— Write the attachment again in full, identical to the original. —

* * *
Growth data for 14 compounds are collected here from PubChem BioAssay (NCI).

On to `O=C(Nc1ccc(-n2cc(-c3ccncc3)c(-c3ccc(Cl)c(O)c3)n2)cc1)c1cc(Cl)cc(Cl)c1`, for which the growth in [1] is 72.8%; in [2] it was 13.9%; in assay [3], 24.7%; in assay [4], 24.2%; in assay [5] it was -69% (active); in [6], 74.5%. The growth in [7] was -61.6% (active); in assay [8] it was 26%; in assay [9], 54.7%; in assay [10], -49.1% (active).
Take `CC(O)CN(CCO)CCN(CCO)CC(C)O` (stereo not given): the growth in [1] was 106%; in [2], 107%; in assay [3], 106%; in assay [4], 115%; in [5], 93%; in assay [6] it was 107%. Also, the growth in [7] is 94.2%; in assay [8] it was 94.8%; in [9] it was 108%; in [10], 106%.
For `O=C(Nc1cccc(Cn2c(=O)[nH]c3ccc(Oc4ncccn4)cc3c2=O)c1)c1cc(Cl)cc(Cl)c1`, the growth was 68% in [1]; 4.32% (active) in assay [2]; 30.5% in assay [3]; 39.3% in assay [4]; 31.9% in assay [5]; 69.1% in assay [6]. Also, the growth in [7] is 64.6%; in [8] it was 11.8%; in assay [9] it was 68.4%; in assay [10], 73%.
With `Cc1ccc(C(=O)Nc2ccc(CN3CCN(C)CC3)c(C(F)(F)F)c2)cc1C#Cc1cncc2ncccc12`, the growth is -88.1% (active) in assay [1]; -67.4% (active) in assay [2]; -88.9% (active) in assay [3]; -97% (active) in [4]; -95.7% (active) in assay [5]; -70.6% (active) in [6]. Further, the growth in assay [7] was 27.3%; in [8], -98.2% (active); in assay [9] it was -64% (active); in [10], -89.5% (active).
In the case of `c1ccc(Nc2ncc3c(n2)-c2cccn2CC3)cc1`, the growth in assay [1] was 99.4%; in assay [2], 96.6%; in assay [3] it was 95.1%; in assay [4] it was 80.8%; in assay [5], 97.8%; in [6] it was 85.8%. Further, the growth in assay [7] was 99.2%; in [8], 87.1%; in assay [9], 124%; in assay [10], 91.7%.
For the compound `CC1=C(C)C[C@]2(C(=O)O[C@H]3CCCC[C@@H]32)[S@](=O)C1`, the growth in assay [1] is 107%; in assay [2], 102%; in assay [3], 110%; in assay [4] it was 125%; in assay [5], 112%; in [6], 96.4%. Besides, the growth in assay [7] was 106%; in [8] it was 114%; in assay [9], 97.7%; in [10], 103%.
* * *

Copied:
Growth data for 14 compounds are collected here from PubChem BioAssay (NCI).

On to `O=C(Nc1ccc(-n2cc(-c3ccncc3)c(-c3ccc(Cl)c(O)c3)n2)cc1)c1cc(Cl)cc(Cl)c1`, for which the growth in [1] is 72.8%; in [2] it was 13.9%; in assay [3], 24.7%; in assay [4], 24.2%; in assay [5] it was -69% (active); in [6], 74.5%. The growth in [7] was -61.6% (active); in assay [8] it was 26%; in assay [9], 54.7%; in assay [10], -49.1% (active).
Take `CC(O)CN(CCO)CCN(CCO)CC(C)O` (stereo not given): the growth in [1] was 106%; in [2], 107%; in assay [3], 106%; in assay [4], 115%; in [5], 93%; in assay [6] it was 107%. Also, the growth in [7] is 94.2%; in assay [8] it was 94.8%; in [9] it was 108%; in [10], 106%.
For `O=C(Nc1cccc(Cn2c(=O)[nH]c3ccc(Oc4ncccn4)cc3c2=O)c1)c1cc(Cl)cc(Cl)c1`, the growth was 68% in [1]; 4.32% (active) in assay [2]; 30.5% in assay [3]; 39.3% in assay [4]; 31.9% in assay [5]; 69.1% in assay [6]. Also, the growth in [7] is 64.6%; in [8] it was 11.8%; in assay [9] it was 68.4%; in assay [10], 73%.
With `Cc1ccc(C(=O)Nc2ccc(CN3CCN(C)CC3)c(C(F)(F)F)c2)cc1C#Cc1cncc2ncccc12`, the growth is -88.1% (active) in assay [1]; -67.4% (active) in assay [2]; -88.9% (active) in assay [3]; -97% (active) in [4]; -95.7% (active) in assay [5]; -70.6% (active) in [6]. Further, the growth in assay [7] was 27.3%; in [8], -98.2% (active); in assay [9] it was -64% (active); in [10], -89.5% (active).
In the case of `c1ccc(Nc2ncc3c(n2)-c2cccn2CC3)cc1`, the growth in assay [1] was 99.4%; in assay [2], 96.6%; in assay [3] it was 95.1%; in assay [4] it was 80.8%; in assay [5], 97.8%; in [6] it was 85.8%. Further, the growth in assay [7] was 99.2%; in [8], 87.1%; in assay [9], 124%; in assay [10], 91.7%.
For the compound `CC1=C(C)C[C@]2(C(=O)O[C@H]3CCCC[C@@H]32)[S@](=O)C1`, the growth in assay [1] is 107%; in assay [2], 102%; in assay [3], 110%; in assay [4] it was 125%; in assay [5], 112%; in [6], 96.4%. Besides, the growth in assay [7] was 106%; in [8] it was 114%; in assay [9], 97.7%; in [10], 103%.